Let’s stop right here to ask all of you to call me boss lady from this moment on. I love that term. Mr. Late Night Cab Driver may call every woman with kids that, even the worried ones who follow their kids with hand sanitizer at the ready, those women that wouldn’t ever dare let their children run barefoot through the dirtiest city in the States. HA! I would. I have. That makes me awesome in my kids’ eyes. Pthpt, to you, worried mamas.
So please, call me boss lady. I plan to tip every person who calls me that this week. I even sent the husband to the grocery store while I got to play on the beach with the kids. (That also included cleaning up after breakfast that our friends had a hand in helping be a reality with the late night donation of bread, cheese, bacon, and eggs.)
We’re here. We made it. Kids are happy. Husband got to drink Kalik with his buddy into the wee hours of the night, and I have a new nickname. Vacation may not have started out right, but it started.
Just before the woman says this, the characters had been frosting cupcakes, and some of the pink icing had ended up not on the dessert. She’d planned a more elaborate seduction, so she stopped the session to get dressed.
She backed into her room. “You do them. This could take a bit. There’s body glitter involved.” She slammed the door closed and locked it. “Take your time.”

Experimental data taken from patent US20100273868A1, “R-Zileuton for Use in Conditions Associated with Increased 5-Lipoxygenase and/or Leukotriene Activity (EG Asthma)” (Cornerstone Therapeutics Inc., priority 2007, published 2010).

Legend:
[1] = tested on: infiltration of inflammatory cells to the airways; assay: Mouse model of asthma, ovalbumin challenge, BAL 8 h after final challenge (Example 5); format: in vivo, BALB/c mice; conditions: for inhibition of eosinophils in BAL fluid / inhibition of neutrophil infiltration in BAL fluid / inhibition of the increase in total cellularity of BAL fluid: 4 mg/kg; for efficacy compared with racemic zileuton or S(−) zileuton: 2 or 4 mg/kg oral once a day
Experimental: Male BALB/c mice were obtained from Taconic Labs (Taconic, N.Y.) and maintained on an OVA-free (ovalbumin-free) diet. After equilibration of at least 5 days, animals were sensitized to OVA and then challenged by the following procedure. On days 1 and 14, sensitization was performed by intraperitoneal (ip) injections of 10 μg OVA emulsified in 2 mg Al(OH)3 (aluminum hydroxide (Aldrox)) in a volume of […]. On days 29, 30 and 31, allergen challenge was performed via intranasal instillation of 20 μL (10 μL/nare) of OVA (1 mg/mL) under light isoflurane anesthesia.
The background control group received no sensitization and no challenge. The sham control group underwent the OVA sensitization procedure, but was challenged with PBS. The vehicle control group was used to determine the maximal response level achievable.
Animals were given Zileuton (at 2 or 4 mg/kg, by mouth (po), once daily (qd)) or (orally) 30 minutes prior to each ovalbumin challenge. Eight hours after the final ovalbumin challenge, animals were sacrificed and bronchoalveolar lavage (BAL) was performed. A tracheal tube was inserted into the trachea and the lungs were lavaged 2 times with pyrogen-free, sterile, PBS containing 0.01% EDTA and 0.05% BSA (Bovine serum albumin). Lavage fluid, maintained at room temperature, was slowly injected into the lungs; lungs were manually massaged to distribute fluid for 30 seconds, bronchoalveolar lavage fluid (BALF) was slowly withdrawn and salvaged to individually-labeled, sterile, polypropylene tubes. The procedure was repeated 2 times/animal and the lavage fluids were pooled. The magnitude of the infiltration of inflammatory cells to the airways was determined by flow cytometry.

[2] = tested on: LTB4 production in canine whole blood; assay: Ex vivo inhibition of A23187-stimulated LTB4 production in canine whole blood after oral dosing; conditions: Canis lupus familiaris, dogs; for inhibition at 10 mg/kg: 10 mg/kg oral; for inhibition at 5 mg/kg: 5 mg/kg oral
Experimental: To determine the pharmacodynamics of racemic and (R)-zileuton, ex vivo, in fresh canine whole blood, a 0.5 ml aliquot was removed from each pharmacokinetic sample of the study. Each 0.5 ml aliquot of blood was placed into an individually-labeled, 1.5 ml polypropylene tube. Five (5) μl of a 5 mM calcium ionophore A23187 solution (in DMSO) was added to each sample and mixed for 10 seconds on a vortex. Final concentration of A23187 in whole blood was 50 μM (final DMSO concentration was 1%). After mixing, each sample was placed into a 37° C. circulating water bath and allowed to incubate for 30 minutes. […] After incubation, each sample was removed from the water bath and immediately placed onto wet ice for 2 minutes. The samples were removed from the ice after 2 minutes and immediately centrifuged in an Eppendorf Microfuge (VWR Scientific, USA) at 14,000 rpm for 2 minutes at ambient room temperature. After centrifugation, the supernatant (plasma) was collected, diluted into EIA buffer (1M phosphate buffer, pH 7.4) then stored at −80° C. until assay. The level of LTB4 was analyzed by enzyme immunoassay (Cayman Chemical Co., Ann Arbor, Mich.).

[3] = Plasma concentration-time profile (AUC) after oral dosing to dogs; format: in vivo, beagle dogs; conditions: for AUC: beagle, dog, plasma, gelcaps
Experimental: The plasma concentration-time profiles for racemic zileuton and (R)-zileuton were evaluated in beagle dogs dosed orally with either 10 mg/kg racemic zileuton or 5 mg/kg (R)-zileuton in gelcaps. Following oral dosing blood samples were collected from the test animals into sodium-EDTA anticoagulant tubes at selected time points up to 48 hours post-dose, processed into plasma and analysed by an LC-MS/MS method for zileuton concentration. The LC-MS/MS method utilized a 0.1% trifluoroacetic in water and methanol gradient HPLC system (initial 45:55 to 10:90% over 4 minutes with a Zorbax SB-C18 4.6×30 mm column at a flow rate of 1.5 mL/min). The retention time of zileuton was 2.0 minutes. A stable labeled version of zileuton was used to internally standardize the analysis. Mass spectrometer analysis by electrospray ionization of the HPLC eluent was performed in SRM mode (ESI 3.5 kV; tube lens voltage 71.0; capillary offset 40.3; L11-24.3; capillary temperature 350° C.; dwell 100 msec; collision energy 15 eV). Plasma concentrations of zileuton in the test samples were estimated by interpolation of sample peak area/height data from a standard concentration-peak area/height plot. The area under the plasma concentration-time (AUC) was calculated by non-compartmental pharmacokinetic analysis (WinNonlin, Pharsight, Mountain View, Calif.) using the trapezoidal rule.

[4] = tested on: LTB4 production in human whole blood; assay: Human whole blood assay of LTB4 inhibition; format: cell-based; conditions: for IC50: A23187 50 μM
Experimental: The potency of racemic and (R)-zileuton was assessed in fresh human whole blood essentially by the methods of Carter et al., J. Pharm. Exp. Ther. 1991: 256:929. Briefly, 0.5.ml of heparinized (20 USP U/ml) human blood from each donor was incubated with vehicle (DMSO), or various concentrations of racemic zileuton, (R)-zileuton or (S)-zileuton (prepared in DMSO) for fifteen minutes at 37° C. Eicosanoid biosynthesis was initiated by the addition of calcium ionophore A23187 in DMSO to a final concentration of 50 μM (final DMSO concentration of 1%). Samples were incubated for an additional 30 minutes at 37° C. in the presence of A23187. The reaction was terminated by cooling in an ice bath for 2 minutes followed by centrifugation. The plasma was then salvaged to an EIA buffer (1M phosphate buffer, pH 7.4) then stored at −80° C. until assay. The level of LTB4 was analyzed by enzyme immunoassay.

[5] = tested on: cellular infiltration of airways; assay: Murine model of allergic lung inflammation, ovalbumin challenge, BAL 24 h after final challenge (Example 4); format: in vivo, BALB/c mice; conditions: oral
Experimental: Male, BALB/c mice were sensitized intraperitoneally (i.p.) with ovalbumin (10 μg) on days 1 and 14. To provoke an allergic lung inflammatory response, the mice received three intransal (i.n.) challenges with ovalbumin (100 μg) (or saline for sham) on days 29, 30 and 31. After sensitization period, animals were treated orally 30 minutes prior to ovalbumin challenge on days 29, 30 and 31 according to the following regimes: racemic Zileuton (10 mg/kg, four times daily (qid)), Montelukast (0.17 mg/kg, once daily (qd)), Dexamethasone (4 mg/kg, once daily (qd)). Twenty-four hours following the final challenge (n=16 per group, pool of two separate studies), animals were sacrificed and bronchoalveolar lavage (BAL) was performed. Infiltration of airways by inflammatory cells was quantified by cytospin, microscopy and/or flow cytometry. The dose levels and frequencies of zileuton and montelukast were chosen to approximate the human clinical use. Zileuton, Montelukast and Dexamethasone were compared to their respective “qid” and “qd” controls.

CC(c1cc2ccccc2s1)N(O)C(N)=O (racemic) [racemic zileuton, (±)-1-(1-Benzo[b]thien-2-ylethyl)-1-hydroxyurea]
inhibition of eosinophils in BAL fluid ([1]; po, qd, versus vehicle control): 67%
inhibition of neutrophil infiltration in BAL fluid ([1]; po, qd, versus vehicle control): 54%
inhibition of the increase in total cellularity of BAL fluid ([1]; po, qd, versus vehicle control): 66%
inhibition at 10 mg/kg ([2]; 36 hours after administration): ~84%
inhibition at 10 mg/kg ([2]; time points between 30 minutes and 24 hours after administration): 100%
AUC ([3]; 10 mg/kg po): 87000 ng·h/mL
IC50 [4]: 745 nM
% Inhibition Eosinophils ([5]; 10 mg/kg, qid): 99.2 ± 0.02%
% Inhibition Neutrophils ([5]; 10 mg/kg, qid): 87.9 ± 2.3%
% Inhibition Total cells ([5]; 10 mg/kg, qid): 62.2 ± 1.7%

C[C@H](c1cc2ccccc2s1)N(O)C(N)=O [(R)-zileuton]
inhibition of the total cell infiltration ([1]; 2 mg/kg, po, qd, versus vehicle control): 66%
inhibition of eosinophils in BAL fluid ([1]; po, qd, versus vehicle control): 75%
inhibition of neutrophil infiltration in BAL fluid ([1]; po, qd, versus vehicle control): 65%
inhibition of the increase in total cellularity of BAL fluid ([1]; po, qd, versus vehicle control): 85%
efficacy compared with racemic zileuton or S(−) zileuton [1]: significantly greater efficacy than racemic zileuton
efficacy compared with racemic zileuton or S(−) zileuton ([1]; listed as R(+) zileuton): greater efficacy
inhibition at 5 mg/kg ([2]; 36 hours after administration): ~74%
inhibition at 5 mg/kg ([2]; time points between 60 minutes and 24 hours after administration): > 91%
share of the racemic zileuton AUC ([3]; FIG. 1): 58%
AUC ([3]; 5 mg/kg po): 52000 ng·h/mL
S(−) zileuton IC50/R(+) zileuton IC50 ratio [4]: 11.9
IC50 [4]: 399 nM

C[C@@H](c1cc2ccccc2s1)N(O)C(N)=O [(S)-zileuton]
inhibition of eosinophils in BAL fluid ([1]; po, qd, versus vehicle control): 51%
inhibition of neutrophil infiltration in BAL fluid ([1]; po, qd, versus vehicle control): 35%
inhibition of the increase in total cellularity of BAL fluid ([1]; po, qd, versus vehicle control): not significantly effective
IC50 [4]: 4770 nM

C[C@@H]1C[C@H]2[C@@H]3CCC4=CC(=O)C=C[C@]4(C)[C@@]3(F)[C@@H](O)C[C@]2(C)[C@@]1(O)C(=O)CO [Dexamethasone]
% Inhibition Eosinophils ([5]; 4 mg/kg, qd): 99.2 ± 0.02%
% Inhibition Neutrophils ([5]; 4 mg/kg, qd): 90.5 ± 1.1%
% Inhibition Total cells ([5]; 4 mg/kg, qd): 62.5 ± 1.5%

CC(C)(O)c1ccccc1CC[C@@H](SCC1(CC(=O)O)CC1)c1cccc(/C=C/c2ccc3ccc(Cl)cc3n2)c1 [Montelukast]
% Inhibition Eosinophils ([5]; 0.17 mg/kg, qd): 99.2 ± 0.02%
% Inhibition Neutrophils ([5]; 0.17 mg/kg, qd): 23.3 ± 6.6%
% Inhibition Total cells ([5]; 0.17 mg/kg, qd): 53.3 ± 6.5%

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They hover around me, lying at my feet or resting a head on my leg. A heavy sigh fills the room. It triggers another. They aren’t content to sleep in the air-conditioned house as I attempt to make the story I dreamed the night before become sentences of sense. They nose me or lick my foot. Pet me, they say. Pet me. Leave those characters alone.
Warm weather and this writer’s writing don’t go well together. It’s not because I am skipping along in the breezes off the Mississippi River (mainly due to people staying off the levees due to high water) or because I am off to an exotic beach (although I plan to do that).
My reason? The dogs keep wanting to go out, and then in, and then out, and then in, and then out. You get the picture. Then, they shed, tossing the thin white threads of their existence throughout the house. It’s impossible to write when you see all of the dog hair bunnies riding the currents of the air conditioning system.